When the turkey has hit 165 degrees, remove the turkey from the smoker and place it on a sheet pan or in a roasting pan. Do not remove the digital thermometer probe just yet.
Just bring it all inside the house for a nice long rest. Depending on the size of the bird the turkey will release some juices as it sits, and any juices are perfect for stirring into your turkey gravy.
After 30 min to 1 hour (a larger turkey will need longer than smaller turkeys) you may remove the probe thermometer from the breast and prepare to carve this perfect turkey!
How To Carve The Turkey
You’ll need a few tools to carve your turkey…
- a large cutting board, preferably with a moat for collecting juices
- an electric knife (you can use a sharp carving knife but the electric version is inexpensive and so worth it)
- paper towels or a clean kitchen towel
- kitchen gloves (I guess for some people this could be considered optional but it makes the whole process much more pleasant)
Start with the turkey breast side up on the cutting board and feel down the middle for the breast bone. There is one breast along the right and another along the left side of this bone. Use the knife to slice down on either side separating the breast from the bone.
The meat dips slightly out towards the right or left in a soft curve. Remove both breasts by following along these natural curves. When each breast is removed, slice it into thin slices.
Now you will want to remove the legs and thighs by cutting along the ball where the leg meat meets the bird. The bone that connects them does not need to be cut through.
Simply sit down your electric knife and wiggle the leg and thigh free. Repeat for the other side. If the wings come off with them they can be wiggled off as well and passed to a wing lover in the family.
Finally, (and this is the part you really want gloves for) pull any excess meat off the bird in bunches, there will be a lot on the other side of the bird. This is most pleasant when wearing kitchen gloves.
Place this meat on a large kitchen platter and get ready to serve the rest of Thanksgiving dinner!
Have questions? Need help? Have an addition or a suggestion to a recipe? Drop me a comment below!
If you make this recipe, I would LOVE to see it!
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Your first smoked turkey should be a juicy and gorgeous triumph. With this step-by-step guide, we'll ensure your first turkey smoke is flawless and stress free!
- 1 whole turkey
- 1 brine recipe
- 1 recipe for Turkey Paint (Compound Butter) or turkey dry rub of choice
- 1 c pineapple juice (in a spray bottle)
- Wood pellets or chips for your smoker
- Thoroughly defrost your whole turkey. If defrosting in the refrigerator this can take several days so start 3-5 days before you plan to smoke. Remove the turkey from the plastic and drain the juices into the sink. Remove the neck and giblets from the cavity. (Wash sink well!)
- Place the turkey into the brine (we include our two favorite brines in the post... our smoked turkey brine and our cajun turkey brine.) Place the turkey breast side down in the brine, pop on the lid, and refrigerate or keep in a cold place for 24-36 hours. Even overnight is good if that is all the time you have.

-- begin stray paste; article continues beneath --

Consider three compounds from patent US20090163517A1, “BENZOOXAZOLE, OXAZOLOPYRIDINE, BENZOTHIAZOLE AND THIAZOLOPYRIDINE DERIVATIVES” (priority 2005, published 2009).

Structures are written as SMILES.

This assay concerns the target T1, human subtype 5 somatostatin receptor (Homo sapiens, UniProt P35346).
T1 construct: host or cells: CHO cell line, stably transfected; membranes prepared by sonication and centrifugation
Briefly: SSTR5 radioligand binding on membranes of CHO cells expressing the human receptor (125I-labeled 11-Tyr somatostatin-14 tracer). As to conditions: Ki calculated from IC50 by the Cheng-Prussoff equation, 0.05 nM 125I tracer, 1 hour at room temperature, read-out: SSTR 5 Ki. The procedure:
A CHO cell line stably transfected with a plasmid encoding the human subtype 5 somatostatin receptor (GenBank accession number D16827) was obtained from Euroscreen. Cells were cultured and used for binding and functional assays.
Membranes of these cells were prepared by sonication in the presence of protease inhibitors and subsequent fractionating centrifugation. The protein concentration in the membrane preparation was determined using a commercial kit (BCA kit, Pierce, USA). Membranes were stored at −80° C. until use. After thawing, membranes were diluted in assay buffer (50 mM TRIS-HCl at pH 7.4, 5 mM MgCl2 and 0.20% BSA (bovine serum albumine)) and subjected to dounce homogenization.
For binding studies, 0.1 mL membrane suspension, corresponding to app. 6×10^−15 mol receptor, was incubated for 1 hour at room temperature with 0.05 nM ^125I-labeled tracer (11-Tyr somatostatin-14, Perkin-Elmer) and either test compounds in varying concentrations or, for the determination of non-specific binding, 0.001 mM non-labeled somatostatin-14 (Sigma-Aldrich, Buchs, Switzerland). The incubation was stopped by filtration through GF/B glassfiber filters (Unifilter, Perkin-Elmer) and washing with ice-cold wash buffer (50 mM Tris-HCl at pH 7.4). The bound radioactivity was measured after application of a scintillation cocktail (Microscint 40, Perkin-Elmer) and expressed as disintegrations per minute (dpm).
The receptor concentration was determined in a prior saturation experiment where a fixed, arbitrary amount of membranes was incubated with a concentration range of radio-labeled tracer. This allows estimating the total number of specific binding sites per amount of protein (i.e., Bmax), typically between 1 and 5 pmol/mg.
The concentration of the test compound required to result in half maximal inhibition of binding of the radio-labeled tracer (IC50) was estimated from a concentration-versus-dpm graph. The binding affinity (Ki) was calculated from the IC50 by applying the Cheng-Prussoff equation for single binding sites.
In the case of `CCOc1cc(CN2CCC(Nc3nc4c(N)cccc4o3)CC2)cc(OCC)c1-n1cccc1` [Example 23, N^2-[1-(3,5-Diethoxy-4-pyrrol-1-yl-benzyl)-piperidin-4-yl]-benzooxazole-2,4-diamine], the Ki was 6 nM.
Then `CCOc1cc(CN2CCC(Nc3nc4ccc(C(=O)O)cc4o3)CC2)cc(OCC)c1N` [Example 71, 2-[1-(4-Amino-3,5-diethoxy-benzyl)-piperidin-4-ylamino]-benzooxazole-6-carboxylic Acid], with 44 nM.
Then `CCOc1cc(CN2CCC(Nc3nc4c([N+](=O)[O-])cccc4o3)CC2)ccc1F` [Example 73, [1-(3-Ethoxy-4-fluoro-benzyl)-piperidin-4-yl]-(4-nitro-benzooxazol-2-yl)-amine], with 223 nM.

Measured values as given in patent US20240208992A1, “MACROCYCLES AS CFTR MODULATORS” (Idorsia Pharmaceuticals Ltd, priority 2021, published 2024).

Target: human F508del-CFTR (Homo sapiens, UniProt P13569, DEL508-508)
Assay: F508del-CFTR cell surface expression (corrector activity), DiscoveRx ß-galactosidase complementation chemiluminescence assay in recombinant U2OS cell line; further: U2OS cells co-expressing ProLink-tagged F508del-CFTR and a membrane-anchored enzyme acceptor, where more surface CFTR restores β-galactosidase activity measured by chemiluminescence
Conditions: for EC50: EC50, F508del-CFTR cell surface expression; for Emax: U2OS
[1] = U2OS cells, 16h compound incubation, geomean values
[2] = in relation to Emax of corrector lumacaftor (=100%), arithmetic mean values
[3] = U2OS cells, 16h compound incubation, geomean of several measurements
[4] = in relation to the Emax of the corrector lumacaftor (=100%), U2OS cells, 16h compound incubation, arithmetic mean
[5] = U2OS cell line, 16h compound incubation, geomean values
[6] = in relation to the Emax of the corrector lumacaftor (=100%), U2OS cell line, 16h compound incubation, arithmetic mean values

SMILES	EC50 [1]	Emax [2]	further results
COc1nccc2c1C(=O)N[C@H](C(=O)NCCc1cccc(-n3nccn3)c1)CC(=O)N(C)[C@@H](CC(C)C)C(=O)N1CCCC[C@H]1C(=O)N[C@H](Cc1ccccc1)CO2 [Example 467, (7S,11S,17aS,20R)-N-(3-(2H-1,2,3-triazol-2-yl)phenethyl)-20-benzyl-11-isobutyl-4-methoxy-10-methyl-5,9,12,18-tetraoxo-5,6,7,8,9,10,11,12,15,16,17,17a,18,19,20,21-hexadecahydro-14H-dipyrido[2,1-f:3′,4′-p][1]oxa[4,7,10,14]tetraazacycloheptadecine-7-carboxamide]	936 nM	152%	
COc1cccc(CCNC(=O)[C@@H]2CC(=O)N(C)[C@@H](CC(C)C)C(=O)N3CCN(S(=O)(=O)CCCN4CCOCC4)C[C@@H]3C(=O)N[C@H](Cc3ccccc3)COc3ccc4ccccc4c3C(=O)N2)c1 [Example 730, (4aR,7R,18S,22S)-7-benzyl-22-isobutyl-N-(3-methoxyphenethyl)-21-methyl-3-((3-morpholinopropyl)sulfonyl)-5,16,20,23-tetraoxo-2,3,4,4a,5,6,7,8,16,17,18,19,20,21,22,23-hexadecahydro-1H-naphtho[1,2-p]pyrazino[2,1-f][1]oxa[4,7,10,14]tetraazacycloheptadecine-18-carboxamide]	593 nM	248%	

- Remove the turkey from the brine and place it on a sheet pan. Drain off the brine. Dry well with paper towels. Apply the compound butter (our turkey paint!) with a silicone basting brush. Place on the countertop to come to room temperature while you prep your pellet smoker.
- Clean the pellet smoker as shown in the blog post, scrub the grates, reline with foil if preferred, and dump and clean the bucket. Refill the hopper with fresh pellets. Preheat to 250 degrees F.
- Insert the probe thermometer into the thickest part of the turkey breast. Take the turkey out to the smoker and place it breast up. Insert a small water pan to encourage smoke penetration and moisture in the air. Plug the probe thermometer into the pellet grill computer, or the thermometer read-out device. Close the chamber and smoke 2 hours.
- Spritz with pineapple juice (alternatives are given in the blog post) several times during smoking. Smoke the turkey until it hits 165 degrees, about 30-40 min per pound. Always smoke to temperature, not time. Time is listed to help you plan your day. Give yourself a safety of 1-2 hours for differences in outdoor climate and differences in pellet grills.
- Remove the turkey and rest uncovered for 1 hour. Carve with an electric knife or sharp knife and serve.
At any time if your turkey is taking longer than the time allotted and you need to get dinner on the table, it is perfectly fine to up the smoking temperature to 275-300 degrees.
Usually, the turkey won't be as smoky, but it will still be flavorful and juicy, and feeding the family is above all our priority. This won't happen to experienced pitmasters but because many people smoke their first turkey on Thanksgiving, we give this simple tip to alleviate any anxiety you may have if the turkey is smoking slower than the time window you gave yourself to finish in.
Occasionally, slow smoking is due to "too much spritzing". It's fun to spritz! Spritzing creates a stall where the turkey dips in temperature for 8-14 minutes so if your constantly spritzing you risk adding on time to hit temp, as well as washing off that beautiful turkey butter. Spritz a few times during cooking, but not constantly.
Amount Per Serving: Calories: 50Total Fat: 2gSaturated Fat: 0gTrans Fat: 0gUnsaturated Fat: 1gCholesterol: 15mgSodium: 27mgCarbohydrates: 4gFiber: 0gSugar: 2gProtein: 4g
This nutritional information is provided as a courtesy as an estimate only. Consult with a dietician for precise estimates. This website makes no claims that the nutritional values listed are accurate.